Canadian Pacific’s (CP.TO) proposed US$25.2 billion takeover of Kansas City Southern (KSU) is being touted by analysts as a “transformational opportunity” that will offer long-term growth as the first railway to connect Canada, the United States and Mexico.
The two companies announced Sunday that they had entered a merger agreement that will see CP acquire KCS in a stock and cash deal. CP has agreed to pay US$90 per share, as well as 0.489 shares of CP, to each KCS shareholder. That offer values the deal at US$275 per share, a 23 per cent premium compared to KCS’ closing price on Friday.
If the transaction is approved by the U.S. Surface Transportation Board, the resulting company would be the first railway to operate more than 32,100-kilometres of rail track connecting Canada, the U.S. and Mexico. CP and KCS expressed confidence that the deal would be approved by mid-2022. Both companies are currently the smallest of North America’s seven Class 1 railways, and the merger would still leave the combined company as the smallest.
Analysts have called the proposed merger a “compelling” combination with potential for long-term growth opportunities.
“We view the proposed marriage as a historic and transformational opportunity, one where the unrivaled, synergistic footprint of the combined network is expected to co-mingle with one of the most accomplished management teams in the industry to deliver best-in-class growth for years to come,” Raymond James analyst Steve Hansen wrote in a note to clients on Monday.
“We like this setup, and argue it positions CP to be one of the highest growth Class 1 railroads over the next decade.”
RBC Capital Markets analyst Walter Spracklin wrote in a note to clients on Monday that the deal is particularly favourable because it will diversify CP’s customer base as well as the geography it serves.
“Notable is the level of merchandise exposure KSU brings to CP, which represents (approximately) 70 per cent of KSU’s revenue, but only 36 per cent for CP. The combined entity would have merchandise at 46 per cent of the mix,” Spracklin wrote.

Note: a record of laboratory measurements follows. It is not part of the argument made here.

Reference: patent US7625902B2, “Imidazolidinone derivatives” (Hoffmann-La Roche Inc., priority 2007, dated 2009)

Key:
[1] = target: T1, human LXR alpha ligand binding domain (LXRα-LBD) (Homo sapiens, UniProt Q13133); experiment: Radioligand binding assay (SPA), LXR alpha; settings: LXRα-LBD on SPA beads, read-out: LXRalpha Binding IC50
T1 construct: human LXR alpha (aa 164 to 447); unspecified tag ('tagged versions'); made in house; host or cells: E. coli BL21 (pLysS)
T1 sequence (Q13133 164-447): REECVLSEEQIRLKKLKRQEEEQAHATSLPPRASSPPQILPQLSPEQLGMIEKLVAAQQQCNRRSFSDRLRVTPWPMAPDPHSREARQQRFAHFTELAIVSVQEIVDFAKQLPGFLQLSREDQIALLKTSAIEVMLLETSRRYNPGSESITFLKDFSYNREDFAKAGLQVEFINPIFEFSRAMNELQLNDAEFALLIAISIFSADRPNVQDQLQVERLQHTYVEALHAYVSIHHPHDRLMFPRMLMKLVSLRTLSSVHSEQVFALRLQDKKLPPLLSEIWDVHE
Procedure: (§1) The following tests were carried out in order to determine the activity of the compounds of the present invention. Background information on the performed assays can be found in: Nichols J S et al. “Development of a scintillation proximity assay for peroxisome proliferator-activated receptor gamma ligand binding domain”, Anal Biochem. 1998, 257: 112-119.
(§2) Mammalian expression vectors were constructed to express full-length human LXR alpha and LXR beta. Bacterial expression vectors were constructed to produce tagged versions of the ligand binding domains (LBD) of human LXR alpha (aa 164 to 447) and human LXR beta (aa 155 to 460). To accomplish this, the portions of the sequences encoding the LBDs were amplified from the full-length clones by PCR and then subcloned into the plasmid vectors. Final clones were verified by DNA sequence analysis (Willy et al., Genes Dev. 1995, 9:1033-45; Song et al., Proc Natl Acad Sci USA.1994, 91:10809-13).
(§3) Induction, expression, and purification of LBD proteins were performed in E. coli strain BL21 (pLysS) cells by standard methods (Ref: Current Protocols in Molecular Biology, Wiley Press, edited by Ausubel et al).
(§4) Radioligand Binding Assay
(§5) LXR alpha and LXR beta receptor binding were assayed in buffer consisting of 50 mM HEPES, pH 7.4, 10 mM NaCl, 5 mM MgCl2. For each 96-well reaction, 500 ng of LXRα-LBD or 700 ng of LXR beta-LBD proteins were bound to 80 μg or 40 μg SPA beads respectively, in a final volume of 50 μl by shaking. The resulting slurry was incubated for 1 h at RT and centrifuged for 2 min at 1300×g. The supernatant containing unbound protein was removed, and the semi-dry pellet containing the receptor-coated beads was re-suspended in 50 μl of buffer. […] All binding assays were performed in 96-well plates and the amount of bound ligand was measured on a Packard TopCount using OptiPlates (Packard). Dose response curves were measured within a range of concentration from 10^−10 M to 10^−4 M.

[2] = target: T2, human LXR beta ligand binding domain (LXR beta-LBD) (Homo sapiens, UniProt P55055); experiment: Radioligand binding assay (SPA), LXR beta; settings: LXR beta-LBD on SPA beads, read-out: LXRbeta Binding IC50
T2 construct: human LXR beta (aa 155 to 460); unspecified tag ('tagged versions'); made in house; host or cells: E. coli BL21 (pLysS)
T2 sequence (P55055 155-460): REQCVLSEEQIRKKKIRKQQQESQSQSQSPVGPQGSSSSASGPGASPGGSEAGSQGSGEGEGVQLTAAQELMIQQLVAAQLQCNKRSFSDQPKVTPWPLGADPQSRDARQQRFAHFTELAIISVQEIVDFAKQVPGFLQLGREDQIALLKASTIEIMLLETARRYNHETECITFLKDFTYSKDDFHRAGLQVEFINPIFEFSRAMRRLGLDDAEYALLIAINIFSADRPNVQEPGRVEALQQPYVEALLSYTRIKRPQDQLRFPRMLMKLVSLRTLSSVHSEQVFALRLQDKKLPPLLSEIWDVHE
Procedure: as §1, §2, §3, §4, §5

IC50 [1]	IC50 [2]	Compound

“Similarly the geographic mix of adding the US and Mexican revenue streams of the KSU to CP makes for in our view a better geographic mix by reducing CP’s Canada exposure from 76 per cent to 53 per cent and increasing materially its exposure to the US (from 24 per cent to 33 per cent) and Mexico (from 0 per cent to 14 per cent).”
The creation of a network that spans three countries would be especially advantageous for grain, automotive and intermodal volumes, National Bank Financial analyst Cameron Doerksen wrote in note on Monday.
“With the new USMCA trade agreement and trade between Mexico and the United States expected to grow (potentially supported by increased near-shoring of manufacturing back to North America), the timing for this deal appears to be favourable,” he said.
This is not the first time that CP has attempted to combine with another railway. In 2015, under the leadership of former CEO Hunter Harrison, the company tried to combine with Norfolk Southern but ultimately abandoned the attempt. At the time, Norfolk Southern had called the CP’s initial proposal “grossly inadequate” and raised concerns about regulatory approvals.
This time around, analysts do not appear to have concerns about regulatory approvals.
“With no overlap in their respective networks, there will be no negative implications for shippers,” Doerksen wrote.
“In fact, the combined entity will provide much better single-line service to more regions and key ports, which will be positive for shippers.”
CP's stock closed the day down 5.4 per cent at $448.60. Kansas City Southern (KSU) closed up nearly 11 per cent at $248.35.
Alicja Siekierska is a senior reporter at Yahoo Finance Canada. Follow her on Twitter @alicjawithaj.